Our First “Spring” Snowstorm!
2019-03-21 09:19:06.000 – Thomas Padham, Weather Observer/Education Specialist
Our first “spring” storm of the season is set to begin across the White Mountains this evening, lasting through most of Saturday. Although we’re officially into astronomical spring as of yesterday, we’ll be observing plenty of wintry weather from this system over the next 48 hours. This will be an interesting system in terms of strength and also the complicated features that are already coming together to make the storm.
Two weak areas of low pressure already merged overnight across the Carolinas, with one moving from the Ohio River Valley helping to begin the strengthening process of the coastal storm. Widespread heavy rainfall is moving north through the Mid-Atlantic as of this writing, with a few embedded thunderstorms. A third system tracking through Ontario and Quebec overnight Thursday will begin merging with the coastal low, leading to a period of more rapid strengthening as the storm moves into New England. The track of the storm will be critical in terms of determining how much warmer air changes over our precipitation to rain or a mix, but as of right now the storm should stay just east of the region and we’ll remain just cold enough for almost all snow.
GFS model mean sea level pressure (MSLP) anomaly showing two distinct areas of low pressure (dark blue shading) Thursday evening before the systems merge into a more powerful storm Friday into Saturday centered over Maine.
The storm is then expected to stall and churn its way slowly across Maine for much of Saturday, leading to a prolonged period of snowfall that will substantially add to our totals here in the White Mountains and across the higher terrain of the greater Northeast. With the central pressure expected to reach near 980 mb or even a little lower, this will be a pretty powerful storm especially for late in the season. The pressure gradient between building high pressure to our west and the storm will lead to winds in excess of 100 mph for much of Saturday and even into Sunday. Whiteout conditions are also likely from the fresh snow being kicked up.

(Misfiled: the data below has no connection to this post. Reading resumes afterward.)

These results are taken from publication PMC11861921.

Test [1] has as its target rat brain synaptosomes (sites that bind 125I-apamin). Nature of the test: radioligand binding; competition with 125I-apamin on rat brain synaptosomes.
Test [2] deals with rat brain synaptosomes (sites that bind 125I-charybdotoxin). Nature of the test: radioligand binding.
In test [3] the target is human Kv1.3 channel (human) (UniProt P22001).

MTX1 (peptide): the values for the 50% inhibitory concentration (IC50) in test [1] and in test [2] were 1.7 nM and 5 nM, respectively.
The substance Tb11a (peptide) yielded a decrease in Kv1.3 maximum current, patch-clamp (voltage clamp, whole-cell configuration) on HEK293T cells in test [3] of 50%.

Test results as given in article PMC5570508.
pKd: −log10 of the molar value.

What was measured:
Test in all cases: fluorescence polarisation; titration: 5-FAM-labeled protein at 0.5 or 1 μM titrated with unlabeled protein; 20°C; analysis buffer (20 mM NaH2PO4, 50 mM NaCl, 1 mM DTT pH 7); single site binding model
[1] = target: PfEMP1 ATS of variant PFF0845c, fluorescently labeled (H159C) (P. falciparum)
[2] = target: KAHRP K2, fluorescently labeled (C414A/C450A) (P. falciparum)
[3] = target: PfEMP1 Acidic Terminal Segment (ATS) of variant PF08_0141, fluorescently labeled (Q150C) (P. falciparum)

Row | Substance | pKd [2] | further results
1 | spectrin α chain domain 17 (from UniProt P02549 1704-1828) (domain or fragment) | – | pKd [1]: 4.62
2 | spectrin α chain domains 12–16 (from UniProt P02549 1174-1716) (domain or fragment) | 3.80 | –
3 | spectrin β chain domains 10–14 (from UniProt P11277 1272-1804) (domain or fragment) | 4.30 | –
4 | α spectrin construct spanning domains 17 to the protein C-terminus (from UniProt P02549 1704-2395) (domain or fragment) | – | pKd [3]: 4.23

So how much snow are we potentially going to see? This will likely be one of the bigger snow storms of the year for the summit. March is actually our second snowiest month, and so we’re no stranger to major snowstorms during this time of the year. Taking a look at many of the models, this storm will likely yield anywhere from 10-20” of snow for the summit through Saturday night. The range for this storm is high due to the potential for still some mixed precipitation (possibly even briefly plain rain) to reach all the way up to 6,000 feet. Snowfall will also initially be heavy and wet, but by Saturday will become much more light and fluffy as temperature fall through the teens above.
NAM-3KM model snowfall roughly 1-2 feet of snow for the higher terrain of New York, Vermont, and the White Mountains of New Hampshire. Images courtesy of Tropical Tidbits.
It’ll be very interesting to see how this storm plays out across the Northeast. Parts of far northern New York, including the northern Adirondacks, could be the big winners with this storm with nearly 2 feet. This could be the last major (snow in excess of a foot) snowstorm for us this season on the summit, although there’s always the potential for a big storm lasting even into May as I’ve witnessed in my time here. It’s already been an incredible winter season, with 171 mph winds and about 260 inches of snow. Despite this, I’m always looking forward to more snow and high winds on the summit!
Thomas Padham, Weather Observer/Education Specialist